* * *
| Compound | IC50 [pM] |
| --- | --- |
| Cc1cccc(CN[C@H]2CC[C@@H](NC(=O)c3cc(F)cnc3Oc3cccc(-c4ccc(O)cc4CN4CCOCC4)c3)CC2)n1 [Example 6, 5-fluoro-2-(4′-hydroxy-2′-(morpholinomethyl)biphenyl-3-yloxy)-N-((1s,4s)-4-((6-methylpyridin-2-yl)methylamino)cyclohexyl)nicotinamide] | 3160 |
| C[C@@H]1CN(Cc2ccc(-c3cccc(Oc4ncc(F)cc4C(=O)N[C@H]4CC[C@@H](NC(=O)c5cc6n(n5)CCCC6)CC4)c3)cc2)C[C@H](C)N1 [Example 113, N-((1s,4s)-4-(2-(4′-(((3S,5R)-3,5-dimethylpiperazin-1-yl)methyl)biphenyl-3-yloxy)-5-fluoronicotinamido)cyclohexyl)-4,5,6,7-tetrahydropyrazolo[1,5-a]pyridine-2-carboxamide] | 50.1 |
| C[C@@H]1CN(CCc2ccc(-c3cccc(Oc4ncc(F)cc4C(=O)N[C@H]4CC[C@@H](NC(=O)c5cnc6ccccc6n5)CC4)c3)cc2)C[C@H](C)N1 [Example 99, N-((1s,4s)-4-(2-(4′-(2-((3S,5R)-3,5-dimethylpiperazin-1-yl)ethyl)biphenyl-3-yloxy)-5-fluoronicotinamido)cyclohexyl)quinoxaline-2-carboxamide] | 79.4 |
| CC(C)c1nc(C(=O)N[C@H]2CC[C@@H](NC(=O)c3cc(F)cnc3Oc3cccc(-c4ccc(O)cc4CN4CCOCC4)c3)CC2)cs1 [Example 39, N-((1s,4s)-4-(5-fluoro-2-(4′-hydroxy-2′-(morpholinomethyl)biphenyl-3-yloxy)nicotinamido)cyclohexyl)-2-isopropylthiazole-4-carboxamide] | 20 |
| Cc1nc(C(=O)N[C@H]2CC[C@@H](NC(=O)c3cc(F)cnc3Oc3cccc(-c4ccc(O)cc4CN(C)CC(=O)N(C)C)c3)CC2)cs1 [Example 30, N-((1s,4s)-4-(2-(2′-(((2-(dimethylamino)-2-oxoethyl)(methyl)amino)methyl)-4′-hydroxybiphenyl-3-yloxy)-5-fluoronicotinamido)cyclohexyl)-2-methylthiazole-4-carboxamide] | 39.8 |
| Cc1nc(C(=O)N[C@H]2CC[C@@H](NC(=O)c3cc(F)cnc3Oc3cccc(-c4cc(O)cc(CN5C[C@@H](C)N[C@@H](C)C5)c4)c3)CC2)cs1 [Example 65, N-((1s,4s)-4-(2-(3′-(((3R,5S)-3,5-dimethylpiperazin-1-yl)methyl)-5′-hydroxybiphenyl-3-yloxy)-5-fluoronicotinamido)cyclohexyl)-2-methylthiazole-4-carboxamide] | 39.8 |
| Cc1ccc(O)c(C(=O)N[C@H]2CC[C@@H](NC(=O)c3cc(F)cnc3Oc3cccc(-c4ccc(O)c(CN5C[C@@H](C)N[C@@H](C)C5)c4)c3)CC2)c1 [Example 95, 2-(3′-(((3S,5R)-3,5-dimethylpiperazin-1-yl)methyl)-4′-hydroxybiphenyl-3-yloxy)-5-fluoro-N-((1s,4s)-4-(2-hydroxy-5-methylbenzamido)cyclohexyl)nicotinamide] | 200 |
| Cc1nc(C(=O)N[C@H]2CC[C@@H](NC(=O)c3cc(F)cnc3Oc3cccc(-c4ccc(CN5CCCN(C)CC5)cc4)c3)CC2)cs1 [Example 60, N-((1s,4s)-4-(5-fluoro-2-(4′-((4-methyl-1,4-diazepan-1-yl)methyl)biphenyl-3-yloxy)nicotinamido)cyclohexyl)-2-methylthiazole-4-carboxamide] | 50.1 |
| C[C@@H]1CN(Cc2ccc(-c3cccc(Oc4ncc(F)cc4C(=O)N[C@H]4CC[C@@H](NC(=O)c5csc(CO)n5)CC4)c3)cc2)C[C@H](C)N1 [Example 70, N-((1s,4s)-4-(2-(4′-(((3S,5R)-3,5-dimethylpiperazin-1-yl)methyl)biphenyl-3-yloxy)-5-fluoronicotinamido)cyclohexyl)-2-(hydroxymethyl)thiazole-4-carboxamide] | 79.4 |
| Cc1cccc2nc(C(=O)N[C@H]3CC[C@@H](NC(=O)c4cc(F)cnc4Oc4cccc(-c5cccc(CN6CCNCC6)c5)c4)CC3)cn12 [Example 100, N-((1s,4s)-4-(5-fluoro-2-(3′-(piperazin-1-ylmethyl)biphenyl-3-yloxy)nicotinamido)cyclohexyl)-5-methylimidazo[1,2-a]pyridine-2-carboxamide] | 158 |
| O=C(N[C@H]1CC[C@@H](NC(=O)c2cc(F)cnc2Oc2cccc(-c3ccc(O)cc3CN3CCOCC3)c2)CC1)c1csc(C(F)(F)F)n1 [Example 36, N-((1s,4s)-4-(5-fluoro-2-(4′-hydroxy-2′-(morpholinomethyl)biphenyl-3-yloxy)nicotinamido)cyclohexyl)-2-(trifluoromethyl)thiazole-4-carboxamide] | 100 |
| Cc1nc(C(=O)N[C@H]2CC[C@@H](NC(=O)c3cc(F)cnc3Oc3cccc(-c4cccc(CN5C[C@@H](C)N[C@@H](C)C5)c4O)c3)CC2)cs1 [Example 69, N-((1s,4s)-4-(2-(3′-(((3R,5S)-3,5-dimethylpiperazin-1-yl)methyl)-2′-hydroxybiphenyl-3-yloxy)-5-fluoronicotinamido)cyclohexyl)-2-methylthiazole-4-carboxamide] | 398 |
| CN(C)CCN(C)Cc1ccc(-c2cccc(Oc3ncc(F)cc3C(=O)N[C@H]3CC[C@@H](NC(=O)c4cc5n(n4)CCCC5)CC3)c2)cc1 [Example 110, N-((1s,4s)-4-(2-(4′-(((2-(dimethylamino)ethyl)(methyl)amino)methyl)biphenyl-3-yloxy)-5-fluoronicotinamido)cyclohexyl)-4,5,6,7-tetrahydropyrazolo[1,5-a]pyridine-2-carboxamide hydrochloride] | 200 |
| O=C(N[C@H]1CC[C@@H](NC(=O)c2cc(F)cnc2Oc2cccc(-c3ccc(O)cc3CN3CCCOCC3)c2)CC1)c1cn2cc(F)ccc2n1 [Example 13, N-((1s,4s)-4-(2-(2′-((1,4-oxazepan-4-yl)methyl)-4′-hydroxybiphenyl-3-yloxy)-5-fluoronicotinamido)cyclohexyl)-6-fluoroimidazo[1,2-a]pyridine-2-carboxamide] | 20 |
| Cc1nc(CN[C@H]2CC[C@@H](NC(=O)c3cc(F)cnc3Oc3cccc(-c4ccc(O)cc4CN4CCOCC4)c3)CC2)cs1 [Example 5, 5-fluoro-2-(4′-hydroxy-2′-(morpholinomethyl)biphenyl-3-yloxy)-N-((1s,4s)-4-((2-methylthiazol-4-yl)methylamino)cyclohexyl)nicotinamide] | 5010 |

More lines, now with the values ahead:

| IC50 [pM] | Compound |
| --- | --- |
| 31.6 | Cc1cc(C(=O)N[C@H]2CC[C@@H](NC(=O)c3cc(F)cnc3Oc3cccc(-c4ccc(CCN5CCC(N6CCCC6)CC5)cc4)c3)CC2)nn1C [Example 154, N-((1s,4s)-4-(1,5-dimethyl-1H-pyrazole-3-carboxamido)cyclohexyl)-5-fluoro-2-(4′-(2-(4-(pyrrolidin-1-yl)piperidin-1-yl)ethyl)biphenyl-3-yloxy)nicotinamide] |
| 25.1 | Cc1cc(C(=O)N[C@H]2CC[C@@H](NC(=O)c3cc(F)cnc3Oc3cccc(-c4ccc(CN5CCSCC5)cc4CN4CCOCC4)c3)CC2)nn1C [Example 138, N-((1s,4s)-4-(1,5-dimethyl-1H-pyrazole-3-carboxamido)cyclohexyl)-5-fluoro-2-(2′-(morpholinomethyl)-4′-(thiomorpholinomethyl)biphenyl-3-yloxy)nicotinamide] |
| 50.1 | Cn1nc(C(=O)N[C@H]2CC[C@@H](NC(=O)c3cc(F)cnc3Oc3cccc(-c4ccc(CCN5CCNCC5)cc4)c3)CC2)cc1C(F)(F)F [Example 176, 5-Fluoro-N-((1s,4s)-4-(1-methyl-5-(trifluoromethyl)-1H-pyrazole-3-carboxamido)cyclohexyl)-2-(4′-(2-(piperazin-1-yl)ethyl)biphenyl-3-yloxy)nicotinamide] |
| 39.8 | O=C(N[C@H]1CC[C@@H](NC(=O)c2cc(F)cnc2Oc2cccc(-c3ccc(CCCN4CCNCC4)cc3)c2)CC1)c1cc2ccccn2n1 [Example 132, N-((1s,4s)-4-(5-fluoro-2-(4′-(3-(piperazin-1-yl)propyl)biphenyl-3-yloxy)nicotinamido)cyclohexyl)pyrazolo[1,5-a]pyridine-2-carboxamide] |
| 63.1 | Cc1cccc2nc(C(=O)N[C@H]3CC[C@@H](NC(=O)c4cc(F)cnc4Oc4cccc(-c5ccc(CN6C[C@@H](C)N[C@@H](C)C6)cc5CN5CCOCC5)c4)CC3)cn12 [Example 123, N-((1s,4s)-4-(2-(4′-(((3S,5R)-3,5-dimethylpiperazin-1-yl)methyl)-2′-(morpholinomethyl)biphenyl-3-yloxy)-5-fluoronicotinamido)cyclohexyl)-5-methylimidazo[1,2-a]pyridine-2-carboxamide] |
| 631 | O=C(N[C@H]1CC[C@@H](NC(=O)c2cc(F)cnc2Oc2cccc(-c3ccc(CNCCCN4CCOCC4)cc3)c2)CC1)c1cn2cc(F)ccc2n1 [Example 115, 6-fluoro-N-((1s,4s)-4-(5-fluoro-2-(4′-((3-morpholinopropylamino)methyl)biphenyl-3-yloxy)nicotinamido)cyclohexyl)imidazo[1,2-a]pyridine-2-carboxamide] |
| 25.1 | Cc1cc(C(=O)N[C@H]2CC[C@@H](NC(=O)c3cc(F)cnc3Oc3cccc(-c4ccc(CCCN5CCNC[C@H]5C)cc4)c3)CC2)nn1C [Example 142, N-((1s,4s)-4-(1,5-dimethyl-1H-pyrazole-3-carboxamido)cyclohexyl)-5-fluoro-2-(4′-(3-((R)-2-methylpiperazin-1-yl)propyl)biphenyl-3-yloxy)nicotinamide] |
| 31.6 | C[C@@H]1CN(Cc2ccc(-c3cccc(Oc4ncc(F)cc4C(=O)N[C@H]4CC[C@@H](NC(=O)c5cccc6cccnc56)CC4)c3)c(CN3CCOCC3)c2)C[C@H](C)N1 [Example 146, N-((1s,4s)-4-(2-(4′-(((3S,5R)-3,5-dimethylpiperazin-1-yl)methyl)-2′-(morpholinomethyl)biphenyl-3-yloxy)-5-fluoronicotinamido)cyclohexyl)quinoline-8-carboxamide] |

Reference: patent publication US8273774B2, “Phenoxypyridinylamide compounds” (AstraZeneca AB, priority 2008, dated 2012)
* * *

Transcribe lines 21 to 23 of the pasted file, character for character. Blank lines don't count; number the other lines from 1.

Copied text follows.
| 31.6 | Cc1cc(C(=O)N[C@H]2CC[C@@H](NC(=O)c3cc(F)cnc3Oc3cccc(-c4ccc(CCN5CCC(N6CCCC6)CC5)cc4)c3)CC2)nn1C [Example 154, N-((1s,4s)-4-(1,5-dimethyl-1H-pyrazole-3-carboxamido)cyclohexyl)-5-fluoro-2-(4′-(2-(4-(pyrrolidin-1-yl)piperidin-1-yl)ethyl)biphenyl-3-yloxy)nicotinamide] |
| 25.1 | Cc1cc(C(=O)N[C@H]2CC[C@@H](NC(=O)c3cc(F)cnc3Oc3cccc(-c4ccc(CN5CCSCC5)cc4CN4CCOCC4)c3)CC2)nn1C [Example 138, N-((1s,4s)-4-(1,5-dimethyl-1H-pyrazole-3-carboxamido)cyclohexyl)-5-fluoro-2-(2′-(morpholinomethyl)-4′-(thiomorpholinomethyl)biphenyl-3-yloxy)nicotinamide] |
| 50.1 | Cn1nc(C(=O)N[C@H]2CC[C@@H](NC(=O)c3cc(F)cnc3Oc3cccc(-c4ccc(CCN5CCNCC5)cc4)c3)CC2)cc1C(F)(F)F [Example 176, 5-Fluoro-N-((1s,4s)-4-(1-methyl-5-(trifluoromethyl)-1H-pyrazole-3-carboxamido)cyclohexyl)-2-(4′-(2-(piperazin-1-yl)ethyl)biphenyl-3-yloxy)nicotinamide] |